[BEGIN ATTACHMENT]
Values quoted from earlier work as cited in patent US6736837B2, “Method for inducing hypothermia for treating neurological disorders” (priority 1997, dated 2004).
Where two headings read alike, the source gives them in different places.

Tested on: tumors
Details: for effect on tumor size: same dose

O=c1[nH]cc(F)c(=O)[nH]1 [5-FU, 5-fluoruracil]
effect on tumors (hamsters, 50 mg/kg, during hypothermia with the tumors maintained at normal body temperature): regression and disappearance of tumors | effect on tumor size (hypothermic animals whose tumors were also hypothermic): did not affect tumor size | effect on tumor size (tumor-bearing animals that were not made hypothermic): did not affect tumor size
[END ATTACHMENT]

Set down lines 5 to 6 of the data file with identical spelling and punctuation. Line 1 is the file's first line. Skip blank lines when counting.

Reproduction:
O=c1[nH]cc(F)c(=O)[nH]1 [5-FU, 5-fluoruracil]
effect on tumors (hamsters, 50 mg/kg, during hypothermia with the tumors maintained at normal body temperature): regression and disappearance of tumors | effect on tumor size (hypothermic animals whose tumors were also hypothermic): did not affect tumor size | effect on tumor size (tumor-bearing animals that were not made hypothermic): did not affect tumor size